Essential Diagnostic Tests Clinical Practice Guidelines (WHO, 2018)

World Health Organization

Reviewed and summarized by Medscape editors

June 07, 2018

The clinical practice guidelines on essential diagnostic tests were released on May 15, 2018, by the WHO.[1,2,3]

The Essential Diagnostics List focuses on in vitro diagnostic tests and contains 113 tests. Fifty-eight are general laboratory tests used in routine patient care for diagnosis and monitoring of a wide array of common conditions such as diabetes, cardiovascular disease, and anemia.

The other 55 tests are for detection, diagnosis, and monitoring of global "priority" diseases, including hepatitis B and C, HIV, human papillomavirus (HPV), malaria, syphilis, and tuberculosis.

The first edition of the EDL is presented by health care facility level in two tiers:

Tier I: For primary health care, with section a for general IVDs and section b for specific diseases.

Tier II: For health care facilities with clinical laboratories, with section a for general IVDs and section b for specific diseases.

Recommendations

Recognizing the importance of tests for a wide variety of diseases, SAGE-IVD (Strategic Advisory Group on In Vitro Diagnostics) reviewed and agreed on a proposal for the first EDL, which should include a broad list of basic laboratory tests, as well as tests for the following initial set of diseases pursuant to WHO policy and for which there is high quality guidance: HIV, TB, malaria, HBV/HCV, and HPV and syphilis infections.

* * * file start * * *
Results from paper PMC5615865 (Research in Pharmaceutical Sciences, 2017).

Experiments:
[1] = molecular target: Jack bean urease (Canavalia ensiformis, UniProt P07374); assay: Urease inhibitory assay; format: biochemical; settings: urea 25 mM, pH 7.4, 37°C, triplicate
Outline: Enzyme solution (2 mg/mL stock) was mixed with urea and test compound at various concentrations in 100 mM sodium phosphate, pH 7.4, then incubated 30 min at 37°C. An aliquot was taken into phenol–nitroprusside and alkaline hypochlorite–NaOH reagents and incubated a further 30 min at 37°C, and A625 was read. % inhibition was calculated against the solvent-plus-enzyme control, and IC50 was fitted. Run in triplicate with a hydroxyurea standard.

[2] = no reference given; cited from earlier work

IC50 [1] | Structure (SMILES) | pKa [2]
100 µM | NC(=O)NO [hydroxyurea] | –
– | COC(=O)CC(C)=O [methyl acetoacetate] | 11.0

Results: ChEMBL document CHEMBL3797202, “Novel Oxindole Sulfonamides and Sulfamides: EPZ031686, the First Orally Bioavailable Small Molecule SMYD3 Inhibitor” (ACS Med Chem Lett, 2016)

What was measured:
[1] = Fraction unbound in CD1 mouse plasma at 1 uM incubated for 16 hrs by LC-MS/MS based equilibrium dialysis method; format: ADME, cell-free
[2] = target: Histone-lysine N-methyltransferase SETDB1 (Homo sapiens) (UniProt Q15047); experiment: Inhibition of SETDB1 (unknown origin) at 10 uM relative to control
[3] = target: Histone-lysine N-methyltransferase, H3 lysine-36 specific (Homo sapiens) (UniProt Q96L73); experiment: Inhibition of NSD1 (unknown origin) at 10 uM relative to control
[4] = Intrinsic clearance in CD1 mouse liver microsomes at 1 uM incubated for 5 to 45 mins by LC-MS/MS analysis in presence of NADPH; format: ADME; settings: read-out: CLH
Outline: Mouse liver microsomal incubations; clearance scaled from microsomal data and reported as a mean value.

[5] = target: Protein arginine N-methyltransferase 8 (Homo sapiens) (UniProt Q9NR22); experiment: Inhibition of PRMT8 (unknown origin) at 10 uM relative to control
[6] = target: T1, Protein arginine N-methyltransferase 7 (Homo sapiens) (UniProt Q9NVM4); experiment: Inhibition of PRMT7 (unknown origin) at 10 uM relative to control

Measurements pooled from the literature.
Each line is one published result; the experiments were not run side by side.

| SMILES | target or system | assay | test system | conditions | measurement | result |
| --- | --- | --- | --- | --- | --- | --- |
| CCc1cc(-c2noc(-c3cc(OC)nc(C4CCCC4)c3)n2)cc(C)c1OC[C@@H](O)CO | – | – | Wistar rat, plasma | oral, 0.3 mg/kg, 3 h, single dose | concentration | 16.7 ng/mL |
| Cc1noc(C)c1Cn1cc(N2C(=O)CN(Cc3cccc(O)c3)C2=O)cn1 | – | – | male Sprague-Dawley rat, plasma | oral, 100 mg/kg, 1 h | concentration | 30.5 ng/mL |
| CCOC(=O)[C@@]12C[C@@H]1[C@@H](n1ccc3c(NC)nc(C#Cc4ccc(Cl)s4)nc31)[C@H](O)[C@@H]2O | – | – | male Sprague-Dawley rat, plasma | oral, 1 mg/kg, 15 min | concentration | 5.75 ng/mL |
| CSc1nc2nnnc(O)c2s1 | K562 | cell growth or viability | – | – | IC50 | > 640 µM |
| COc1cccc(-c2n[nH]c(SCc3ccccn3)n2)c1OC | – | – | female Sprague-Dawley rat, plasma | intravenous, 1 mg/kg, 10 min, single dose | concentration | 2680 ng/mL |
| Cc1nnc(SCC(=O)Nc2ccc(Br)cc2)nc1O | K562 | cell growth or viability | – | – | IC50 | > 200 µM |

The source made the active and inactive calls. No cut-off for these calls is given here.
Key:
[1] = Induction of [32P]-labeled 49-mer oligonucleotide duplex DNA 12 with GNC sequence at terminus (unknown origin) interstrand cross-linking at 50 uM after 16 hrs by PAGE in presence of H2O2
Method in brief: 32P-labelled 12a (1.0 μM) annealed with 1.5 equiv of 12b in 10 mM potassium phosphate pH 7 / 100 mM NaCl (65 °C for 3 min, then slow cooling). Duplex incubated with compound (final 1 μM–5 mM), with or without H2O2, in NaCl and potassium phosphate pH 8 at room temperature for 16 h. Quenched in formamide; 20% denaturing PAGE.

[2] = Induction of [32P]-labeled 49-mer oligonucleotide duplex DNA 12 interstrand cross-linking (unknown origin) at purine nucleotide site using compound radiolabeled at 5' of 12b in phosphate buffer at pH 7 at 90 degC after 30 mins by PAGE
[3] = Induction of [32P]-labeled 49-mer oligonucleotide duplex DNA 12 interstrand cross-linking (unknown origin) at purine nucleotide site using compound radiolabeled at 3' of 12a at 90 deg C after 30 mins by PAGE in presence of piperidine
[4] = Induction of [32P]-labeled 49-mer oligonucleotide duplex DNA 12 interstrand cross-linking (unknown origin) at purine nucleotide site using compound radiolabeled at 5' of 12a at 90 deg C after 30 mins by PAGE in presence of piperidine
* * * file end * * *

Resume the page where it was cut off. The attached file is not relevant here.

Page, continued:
Consider the following tests be included in future editions of the EDL: antimicrobial resistance, neglected tropical diseases, noncommunicable diseases (NCDs), outbreaks/emergencies and sepsis.

Include a detailed preface to the EDL to explain the objectives, limitations, and guidance for its use. The preface should include the scope of the EDL; a definition of the health service levels referred to; the rationale for the contents; and stress the need to adapt the list to local or regional settings and conditions (one size does not fit all).

Emphasize that while the EDL provides a list of important tests required at various levels of the health system, the list itself cannot have an impact without an integrated, connected, tiered laboratory system, with adequate human resources, training, laboratory infrastructure, and regulatory and quality assurance systems.

Member States can adapt the EDL and develop national or regional EDLs, as well as implement the mechanisms necessary to ensure impact.

Revise and update various WHO technical documents that constitute a resource for EDL to make them relevant and current. This task should be prioritized and, if need be, supported by WHO collaborating centers, other institutions, and SAGE-IVD.

Support EDL via a dedicated web page that harmonizes all IVDs information available on the WHO website.

Review and acknowledge that the WHO prequalification process plays an important role in increasing access to IVDs of assured quality, safety, and performance. SAGE-IVD appreciates that EDL and the WHO Prequalification of In Vitro Diagnostics Programme (PQ) are complementary processes in improving access to IVDs for Member States.

Comments

3090D553-9492-4563-8681-AD288FA52ACE
Comments on Medscape are moderated and should be professional in tone and on topic. You must declare any conflicts of interest related to your comments and responses. Please see our Commenting Guide for further information. We reserve the right to remove posts at our sole discretion.
Post as:

processing....